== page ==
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Researchers Develop Darkest Manmade Material

SpecialChem / Feb 6, 2008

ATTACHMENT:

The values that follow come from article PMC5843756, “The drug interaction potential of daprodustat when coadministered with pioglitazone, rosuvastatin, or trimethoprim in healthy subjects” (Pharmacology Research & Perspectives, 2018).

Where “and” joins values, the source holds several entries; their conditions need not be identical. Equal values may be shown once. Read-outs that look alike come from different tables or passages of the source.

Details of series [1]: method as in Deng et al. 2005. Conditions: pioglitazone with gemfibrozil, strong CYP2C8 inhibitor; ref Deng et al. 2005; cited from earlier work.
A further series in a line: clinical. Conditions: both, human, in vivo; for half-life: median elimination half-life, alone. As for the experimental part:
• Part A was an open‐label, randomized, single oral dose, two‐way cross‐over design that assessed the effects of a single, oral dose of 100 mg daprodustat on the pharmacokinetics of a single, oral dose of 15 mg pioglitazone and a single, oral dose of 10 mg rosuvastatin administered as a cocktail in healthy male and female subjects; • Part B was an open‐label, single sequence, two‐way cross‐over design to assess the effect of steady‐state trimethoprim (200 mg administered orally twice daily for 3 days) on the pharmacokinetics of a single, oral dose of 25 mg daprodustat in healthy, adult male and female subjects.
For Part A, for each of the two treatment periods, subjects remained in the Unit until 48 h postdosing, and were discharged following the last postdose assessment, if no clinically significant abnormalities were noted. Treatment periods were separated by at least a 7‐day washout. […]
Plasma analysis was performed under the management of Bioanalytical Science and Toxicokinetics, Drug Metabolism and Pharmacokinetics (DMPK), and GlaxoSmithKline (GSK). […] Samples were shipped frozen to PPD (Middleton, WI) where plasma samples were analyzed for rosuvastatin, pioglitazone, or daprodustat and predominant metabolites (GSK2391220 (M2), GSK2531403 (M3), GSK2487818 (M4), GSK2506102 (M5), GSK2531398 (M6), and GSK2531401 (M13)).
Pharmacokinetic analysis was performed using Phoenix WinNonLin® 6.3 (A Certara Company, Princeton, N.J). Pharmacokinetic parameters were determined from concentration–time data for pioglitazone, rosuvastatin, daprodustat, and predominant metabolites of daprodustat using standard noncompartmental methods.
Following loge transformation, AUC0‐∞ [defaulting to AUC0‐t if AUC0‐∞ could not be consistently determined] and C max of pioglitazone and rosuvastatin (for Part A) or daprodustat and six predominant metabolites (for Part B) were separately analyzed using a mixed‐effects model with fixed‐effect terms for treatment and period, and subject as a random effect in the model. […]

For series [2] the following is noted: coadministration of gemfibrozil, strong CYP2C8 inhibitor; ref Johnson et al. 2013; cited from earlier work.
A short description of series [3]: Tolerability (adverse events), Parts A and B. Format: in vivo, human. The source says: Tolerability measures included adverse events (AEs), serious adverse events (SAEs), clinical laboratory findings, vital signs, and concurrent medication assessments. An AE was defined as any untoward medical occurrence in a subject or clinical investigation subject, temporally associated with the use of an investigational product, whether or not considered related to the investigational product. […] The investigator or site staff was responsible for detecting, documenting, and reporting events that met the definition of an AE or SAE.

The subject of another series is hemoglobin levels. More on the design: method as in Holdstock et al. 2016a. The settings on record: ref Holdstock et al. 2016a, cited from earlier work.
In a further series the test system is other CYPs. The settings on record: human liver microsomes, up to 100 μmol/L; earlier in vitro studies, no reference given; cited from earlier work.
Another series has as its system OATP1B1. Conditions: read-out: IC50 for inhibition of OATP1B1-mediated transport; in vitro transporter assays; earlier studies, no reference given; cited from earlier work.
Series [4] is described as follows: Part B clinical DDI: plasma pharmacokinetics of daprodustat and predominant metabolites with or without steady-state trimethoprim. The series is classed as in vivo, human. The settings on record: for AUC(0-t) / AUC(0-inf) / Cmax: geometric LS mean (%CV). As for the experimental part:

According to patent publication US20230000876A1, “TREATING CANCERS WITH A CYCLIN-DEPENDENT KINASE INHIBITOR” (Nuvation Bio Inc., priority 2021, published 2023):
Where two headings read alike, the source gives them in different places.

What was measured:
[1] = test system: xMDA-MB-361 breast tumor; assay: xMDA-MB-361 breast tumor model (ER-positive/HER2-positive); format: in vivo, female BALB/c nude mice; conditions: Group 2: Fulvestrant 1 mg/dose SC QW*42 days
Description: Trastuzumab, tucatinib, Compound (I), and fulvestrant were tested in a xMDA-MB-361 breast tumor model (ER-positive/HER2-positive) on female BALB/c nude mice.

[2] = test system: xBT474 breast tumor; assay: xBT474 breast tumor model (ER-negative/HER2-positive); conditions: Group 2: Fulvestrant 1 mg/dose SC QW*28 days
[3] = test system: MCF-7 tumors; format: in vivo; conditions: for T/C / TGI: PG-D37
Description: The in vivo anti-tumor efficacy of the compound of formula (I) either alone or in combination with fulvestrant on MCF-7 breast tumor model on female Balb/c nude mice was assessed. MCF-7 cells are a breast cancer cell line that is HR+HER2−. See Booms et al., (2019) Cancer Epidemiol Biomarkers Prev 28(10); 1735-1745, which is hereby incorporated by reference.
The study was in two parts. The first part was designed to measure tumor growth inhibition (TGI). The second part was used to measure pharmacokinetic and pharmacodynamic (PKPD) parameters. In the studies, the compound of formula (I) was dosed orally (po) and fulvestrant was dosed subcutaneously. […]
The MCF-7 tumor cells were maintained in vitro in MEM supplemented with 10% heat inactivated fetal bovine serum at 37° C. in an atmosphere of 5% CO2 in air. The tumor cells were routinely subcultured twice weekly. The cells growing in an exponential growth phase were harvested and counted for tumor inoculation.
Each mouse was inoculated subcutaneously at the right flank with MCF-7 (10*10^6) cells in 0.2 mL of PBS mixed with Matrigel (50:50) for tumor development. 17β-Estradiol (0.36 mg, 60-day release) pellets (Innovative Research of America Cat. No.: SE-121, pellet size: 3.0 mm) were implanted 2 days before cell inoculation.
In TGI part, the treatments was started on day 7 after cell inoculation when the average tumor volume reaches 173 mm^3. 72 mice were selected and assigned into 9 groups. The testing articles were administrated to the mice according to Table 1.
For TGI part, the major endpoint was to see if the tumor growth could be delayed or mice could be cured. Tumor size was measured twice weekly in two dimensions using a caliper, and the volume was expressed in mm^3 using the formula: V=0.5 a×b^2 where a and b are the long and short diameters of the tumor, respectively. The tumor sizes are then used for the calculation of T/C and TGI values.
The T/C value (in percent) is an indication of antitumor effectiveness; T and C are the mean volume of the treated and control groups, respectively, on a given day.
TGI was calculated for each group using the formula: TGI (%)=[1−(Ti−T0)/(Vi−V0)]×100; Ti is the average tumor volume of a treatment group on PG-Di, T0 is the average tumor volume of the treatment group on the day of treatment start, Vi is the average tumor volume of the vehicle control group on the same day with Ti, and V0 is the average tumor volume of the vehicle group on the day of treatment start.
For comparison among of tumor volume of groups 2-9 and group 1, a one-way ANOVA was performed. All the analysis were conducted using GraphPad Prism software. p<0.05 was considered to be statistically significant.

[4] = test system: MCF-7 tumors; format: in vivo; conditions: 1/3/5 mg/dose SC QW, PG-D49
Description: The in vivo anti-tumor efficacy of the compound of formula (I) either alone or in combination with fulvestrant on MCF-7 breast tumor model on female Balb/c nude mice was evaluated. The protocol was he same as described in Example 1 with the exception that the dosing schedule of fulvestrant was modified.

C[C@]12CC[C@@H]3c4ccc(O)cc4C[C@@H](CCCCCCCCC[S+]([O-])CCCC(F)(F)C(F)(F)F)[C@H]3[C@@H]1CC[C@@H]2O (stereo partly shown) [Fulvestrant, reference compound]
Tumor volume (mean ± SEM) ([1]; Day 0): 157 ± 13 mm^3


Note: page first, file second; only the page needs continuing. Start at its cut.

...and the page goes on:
The material, a thin coating comprised of low-density arrays of loosely vertically-aligned carbon nanotubes, absorbs more than 99.9 percent of light and one day could be used to boost the effectiveness and efficiency of solar energy conversion, infrared sensors, and other devices. The researchers who developed the material have applied for a Guinness World Record for their efforts. "It is a fascinating technology, and this discovery will allow us to increase the absorption efficiency of light as well as the overall radiation-to-electricity efficiency of solar energy conservation," said Shawn-Yu Lin, professor of physics at Rensselaer and a member of the university's Future Chips Constellation, who led the research project. The key to this discovery was finding how to create a long, extremely porous vertically-aligned carbon nanotube array with certain surface randomness, therefore minimizing reflection and maximizing absorption simultaneously. Scientists have long envisioned an ideal black material that absorbs all the colors of light while reflecting no light.

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